From an account by Spanish priest Pedro Simón of an expedition led by Luis Alonso de Lugo against the Tairona Indians of Colombia, 1535:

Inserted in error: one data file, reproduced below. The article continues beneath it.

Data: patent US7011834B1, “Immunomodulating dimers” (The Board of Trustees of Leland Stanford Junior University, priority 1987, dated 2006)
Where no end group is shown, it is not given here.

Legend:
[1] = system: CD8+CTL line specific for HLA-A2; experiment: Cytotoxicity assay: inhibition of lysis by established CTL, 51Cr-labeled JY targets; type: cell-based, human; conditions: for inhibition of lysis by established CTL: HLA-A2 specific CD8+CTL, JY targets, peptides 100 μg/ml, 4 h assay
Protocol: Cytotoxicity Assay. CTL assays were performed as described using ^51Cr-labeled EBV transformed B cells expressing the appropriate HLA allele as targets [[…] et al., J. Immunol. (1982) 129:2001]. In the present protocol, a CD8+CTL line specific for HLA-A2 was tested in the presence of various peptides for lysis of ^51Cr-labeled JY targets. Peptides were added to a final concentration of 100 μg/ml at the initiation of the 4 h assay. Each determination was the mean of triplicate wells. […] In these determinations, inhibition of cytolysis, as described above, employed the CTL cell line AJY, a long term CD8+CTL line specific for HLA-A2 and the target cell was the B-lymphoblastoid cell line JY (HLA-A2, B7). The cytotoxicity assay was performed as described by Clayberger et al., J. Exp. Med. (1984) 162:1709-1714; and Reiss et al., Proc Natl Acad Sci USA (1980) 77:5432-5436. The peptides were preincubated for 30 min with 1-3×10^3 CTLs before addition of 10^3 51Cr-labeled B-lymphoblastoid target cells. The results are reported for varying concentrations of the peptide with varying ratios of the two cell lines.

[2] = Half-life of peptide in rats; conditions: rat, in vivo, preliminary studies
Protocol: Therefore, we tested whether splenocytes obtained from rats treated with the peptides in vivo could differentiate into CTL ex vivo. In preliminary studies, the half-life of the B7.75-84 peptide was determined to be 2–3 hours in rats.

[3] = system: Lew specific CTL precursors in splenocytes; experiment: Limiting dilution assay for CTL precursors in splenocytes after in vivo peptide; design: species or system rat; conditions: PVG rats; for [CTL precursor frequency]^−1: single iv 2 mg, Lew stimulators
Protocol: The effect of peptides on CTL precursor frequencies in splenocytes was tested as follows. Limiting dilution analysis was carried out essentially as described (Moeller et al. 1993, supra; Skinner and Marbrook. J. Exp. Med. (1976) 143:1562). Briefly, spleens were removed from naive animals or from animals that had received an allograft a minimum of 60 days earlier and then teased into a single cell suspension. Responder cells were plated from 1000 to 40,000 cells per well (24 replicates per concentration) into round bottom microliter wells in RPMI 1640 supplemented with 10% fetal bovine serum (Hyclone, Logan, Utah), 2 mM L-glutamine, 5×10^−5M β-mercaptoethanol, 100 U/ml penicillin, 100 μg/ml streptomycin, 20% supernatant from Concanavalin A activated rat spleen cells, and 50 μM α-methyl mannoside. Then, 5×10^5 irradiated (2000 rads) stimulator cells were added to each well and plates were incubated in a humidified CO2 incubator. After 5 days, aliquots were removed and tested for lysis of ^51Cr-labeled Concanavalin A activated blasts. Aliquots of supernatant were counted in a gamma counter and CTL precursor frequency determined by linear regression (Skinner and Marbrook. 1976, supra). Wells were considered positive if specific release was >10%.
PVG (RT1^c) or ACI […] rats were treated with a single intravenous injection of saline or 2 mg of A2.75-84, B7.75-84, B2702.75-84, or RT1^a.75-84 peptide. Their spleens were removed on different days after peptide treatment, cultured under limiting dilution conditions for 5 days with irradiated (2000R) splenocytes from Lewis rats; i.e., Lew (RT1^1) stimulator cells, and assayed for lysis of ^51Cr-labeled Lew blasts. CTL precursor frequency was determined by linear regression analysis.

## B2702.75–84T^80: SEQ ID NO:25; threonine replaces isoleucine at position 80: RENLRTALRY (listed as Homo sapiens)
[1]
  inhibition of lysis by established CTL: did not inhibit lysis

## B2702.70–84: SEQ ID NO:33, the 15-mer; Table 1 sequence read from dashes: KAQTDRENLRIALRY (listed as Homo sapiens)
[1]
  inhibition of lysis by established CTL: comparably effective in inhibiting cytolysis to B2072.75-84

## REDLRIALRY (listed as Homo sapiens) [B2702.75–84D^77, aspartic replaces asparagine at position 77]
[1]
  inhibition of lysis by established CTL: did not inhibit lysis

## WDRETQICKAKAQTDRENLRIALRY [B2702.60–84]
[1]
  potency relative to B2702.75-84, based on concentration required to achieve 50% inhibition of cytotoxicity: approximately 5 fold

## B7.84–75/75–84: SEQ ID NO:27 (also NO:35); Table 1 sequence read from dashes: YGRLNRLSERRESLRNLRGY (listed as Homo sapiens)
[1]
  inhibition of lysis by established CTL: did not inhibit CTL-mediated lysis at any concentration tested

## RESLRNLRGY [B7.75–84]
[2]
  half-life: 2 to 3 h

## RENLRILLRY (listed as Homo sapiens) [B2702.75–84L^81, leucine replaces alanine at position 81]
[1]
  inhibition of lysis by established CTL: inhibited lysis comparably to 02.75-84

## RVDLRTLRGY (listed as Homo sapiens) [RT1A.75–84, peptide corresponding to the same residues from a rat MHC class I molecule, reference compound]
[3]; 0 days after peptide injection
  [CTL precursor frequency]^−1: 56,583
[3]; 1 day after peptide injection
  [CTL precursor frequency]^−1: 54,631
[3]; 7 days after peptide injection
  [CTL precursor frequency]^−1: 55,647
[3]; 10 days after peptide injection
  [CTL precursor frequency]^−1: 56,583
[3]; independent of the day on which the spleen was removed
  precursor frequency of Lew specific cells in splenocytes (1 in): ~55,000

At dawn, as they lay hidden in the cornfields which surrounded the village, awaiting the moment to attack, they heard an ass bray. They knew that the Indians did not possess such animals, and did not believe that an ass could have climbed the high crags which barred the way from the coast. … When the place had been pacified and looted, they enquired about the ass … The Indians said that it had come in a ship, which had been wrecked on the coast. … They had killed those of the ship’s company who got ashore, but had kept the ass, and had carried it up into the mountains, trussed with ropes and slung between two poles, along with all the other loot they found in the ship. … So our soldiers, deeming it inappropriate and contrary to native custom that such articles should be in the hands of Indians, collected them all up, along with everything else that took their fancy, including the ass, and took it back to the coast. But the trails were rough, more suited to cats than men, and the descent was as hard as the ascent had been, so they made the Indians carry the donkey down just as they had brought it up; and very useful it turned out to be. Surely, as the first of its race to penetrate those mountains, it deserved to be numbered among the conquistadores. It served in other entradas later, and finally in the expedition which Hernando de Quesada, brother and deputy of Gonzalo Jiménez de Quesada the discoverer, led in search of El Dorado. It was ridden by Fray Vicente Requejada of the Order of Saint Augustine. … The ass served the friar well until, on the return march, they all ran out of food and, in the extremities of hunger, killed it for food. They left not a scrap of it. They collected its blood, made sausages of its guts, and even devoured its hide, well boiled. It had served them well in life, and served them better still in death, by its timely rescue from starvation; a salutary reminder of the hardships which in those days were the daily lot of discoverers.